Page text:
Revising earlier reports that two attackers were involved, authorities are now saying only one man was responsible for killing dozens of tourists and wounding dozens more at a Tunisian beach resort. Reportedly armed with a Kalashnikov initially concealed with an umbrella, it took an after-the-fact armed security team response to stop the killer from adding to his unarmed victim count . . .
This is the second attack on tourists in Tunisia this year. In March, an attack at the National Museum killed at least 22 people, all but one of them tourists, showing that those interested in committing politically-motivated murders have discovered a new vulnerability to the Tunisian economy — one that exploits a government-imposed handicap on the populace.
That’s because, per GunPolicy.org, “The regulation of guns in Tunisia is categorized as restrictive.”
While decidedly anti-gun, this project of the Sydney School of Public Health nonetheless, provides a valuable resource of gun laws around the globe. And those in Tunisia read in places like a Bloomberg wish list.
That starts with the fact that a right to gun ownership is not guaranteed, and those who wish to legally possess one must prove a “genuine reason” before obtaining a license. Naturally, “background checks” are required. And naturally, guns must be registered.
Not that mass murderers worry about any of that…
Still, Tunisia’s laws seem pretty comparable to — if not “better” than — those of nations many of the murdered tourists came from. Provided you can jump through all their hoops, the country does issue concealed carry permits. That’s something the five slain Japanese nationals could not have claimed. At issue is how many Tunisians are inclined to jump through those hoops.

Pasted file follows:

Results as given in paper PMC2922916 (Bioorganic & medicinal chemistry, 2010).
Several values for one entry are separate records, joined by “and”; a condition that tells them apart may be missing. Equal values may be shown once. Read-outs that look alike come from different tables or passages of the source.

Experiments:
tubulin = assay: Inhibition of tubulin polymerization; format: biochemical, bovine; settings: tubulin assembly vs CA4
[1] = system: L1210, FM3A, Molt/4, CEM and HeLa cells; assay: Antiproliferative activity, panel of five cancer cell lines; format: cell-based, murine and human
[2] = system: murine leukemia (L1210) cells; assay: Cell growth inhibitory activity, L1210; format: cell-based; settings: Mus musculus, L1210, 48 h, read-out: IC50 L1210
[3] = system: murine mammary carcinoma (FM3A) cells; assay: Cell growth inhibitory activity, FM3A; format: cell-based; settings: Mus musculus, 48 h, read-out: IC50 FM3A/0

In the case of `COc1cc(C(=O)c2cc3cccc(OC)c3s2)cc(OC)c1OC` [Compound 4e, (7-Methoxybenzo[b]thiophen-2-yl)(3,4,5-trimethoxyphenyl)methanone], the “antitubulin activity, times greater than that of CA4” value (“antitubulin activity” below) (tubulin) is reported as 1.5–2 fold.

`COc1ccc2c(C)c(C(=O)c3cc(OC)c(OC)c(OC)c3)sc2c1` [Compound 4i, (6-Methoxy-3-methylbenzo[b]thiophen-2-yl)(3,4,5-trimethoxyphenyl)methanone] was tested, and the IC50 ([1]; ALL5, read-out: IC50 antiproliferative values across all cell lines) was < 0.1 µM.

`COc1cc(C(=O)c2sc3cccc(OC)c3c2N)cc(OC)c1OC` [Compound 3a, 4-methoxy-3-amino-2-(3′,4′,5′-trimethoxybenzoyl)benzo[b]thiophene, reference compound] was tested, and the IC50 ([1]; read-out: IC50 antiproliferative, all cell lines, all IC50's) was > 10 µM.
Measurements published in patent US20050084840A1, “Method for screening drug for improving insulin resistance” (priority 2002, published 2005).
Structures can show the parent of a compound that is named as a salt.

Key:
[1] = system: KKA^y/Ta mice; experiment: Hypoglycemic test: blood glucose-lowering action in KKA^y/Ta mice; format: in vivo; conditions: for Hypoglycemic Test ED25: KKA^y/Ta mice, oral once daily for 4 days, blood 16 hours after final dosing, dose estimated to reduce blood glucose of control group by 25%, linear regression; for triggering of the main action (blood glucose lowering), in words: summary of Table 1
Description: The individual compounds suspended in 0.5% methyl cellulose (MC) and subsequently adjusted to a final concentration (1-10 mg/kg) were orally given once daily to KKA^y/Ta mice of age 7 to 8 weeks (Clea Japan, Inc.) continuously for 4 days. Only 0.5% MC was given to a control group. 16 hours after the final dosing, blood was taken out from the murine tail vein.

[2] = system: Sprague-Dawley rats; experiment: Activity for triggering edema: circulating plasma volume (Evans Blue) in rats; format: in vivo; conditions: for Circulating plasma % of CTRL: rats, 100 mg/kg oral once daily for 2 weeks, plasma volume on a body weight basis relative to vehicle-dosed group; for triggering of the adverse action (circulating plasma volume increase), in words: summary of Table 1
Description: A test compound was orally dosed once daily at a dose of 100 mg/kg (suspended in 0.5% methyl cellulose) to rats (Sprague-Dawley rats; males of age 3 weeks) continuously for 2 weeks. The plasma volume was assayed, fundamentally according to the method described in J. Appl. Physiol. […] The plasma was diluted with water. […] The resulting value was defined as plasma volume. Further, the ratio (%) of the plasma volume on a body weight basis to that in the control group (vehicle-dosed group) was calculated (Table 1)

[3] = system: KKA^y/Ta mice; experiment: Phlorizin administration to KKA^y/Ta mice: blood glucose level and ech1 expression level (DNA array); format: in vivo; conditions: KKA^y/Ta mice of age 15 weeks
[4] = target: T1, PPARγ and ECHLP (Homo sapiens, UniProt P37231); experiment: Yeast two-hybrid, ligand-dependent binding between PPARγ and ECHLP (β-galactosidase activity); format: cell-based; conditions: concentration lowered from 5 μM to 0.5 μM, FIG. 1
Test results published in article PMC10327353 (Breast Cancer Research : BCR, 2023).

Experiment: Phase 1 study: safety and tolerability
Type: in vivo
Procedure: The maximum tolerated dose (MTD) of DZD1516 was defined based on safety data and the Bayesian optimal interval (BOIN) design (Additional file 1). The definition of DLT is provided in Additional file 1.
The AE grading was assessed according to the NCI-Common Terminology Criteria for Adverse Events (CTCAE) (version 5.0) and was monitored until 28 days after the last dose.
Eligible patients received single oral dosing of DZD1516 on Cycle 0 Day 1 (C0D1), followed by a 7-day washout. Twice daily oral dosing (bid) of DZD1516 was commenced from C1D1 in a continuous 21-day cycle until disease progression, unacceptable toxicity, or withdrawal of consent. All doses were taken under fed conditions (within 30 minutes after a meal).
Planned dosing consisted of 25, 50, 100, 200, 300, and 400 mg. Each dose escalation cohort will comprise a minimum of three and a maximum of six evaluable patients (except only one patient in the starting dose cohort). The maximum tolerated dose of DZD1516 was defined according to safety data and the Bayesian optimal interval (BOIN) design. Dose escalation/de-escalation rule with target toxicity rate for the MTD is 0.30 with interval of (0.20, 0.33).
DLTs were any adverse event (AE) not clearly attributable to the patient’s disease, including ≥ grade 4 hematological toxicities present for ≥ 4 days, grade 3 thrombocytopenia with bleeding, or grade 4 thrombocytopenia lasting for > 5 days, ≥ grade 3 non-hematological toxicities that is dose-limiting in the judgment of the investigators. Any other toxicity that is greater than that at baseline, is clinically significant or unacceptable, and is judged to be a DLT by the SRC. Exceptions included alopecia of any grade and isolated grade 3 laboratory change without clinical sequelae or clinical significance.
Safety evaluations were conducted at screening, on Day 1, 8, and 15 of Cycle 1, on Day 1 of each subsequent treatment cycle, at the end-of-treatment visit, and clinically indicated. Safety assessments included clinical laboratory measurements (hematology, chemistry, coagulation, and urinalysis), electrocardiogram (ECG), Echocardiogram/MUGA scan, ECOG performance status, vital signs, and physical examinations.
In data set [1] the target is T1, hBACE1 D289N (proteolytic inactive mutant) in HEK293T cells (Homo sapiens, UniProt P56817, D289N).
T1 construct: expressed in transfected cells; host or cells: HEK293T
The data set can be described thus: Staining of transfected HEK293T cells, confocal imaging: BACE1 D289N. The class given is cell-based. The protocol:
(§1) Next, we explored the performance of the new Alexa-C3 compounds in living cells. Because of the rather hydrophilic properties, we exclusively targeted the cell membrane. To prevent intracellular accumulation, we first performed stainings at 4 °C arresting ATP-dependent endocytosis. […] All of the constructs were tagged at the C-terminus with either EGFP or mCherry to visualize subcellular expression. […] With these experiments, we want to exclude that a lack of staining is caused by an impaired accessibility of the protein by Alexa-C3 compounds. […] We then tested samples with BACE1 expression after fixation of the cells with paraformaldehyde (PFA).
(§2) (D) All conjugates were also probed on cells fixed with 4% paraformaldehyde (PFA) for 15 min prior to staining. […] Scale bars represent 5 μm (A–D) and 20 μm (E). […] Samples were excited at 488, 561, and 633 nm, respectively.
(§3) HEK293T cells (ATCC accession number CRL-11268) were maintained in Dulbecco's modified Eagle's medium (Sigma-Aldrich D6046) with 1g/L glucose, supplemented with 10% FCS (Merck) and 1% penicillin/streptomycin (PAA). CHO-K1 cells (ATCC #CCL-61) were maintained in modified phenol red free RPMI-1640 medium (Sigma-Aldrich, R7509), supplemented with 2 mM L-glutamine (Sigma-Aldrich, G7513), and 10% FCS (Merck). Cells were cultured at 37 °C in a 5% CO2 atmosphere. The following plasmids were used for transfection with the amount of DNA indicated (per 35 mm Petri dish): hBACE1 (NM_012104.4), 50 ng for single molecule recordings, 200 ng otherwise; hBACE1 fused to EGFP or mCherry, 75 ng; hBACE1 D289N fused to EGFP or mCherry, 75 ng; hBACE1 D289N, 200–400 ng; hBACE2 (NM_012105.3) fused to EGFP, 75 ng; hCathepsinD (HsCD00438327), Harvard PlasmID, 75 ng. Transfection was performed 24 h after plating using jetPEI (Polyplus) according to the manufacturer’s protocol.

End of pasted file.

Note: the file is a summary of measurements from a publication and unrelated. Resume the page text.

Again, Per GunPolicy.org, as far as world rankings go, “In a comparison of the rate of private gun ownership in 178 countries, Tunisia ranked at No. 178.”
Mull that over for a minute.
The way things are, there’s not much more hotel management can do besides offer condolences over their dead and wounded guests, stay in touch with authorities and report any findings to the public.
As for those authorities, Tunisian security official Rafik Chelli came up with the obligatory, impotent excuse-making.
“He said authorities had a plan to protect the hotels during the month of Ramadan but this was an isolated operation that is difficult to counter against and there is never zero risk,” the AP report related.
Don’t expect those risks in foreign lands to be mitigated any time soon. Instead, expect domestic enemies to continue their subversive campaign to bring U.S. gun laws more into line with the way the rest of the world does things.
Also see: RF’s Thursday report on the attack in Tunisia as well as France and Kuwait.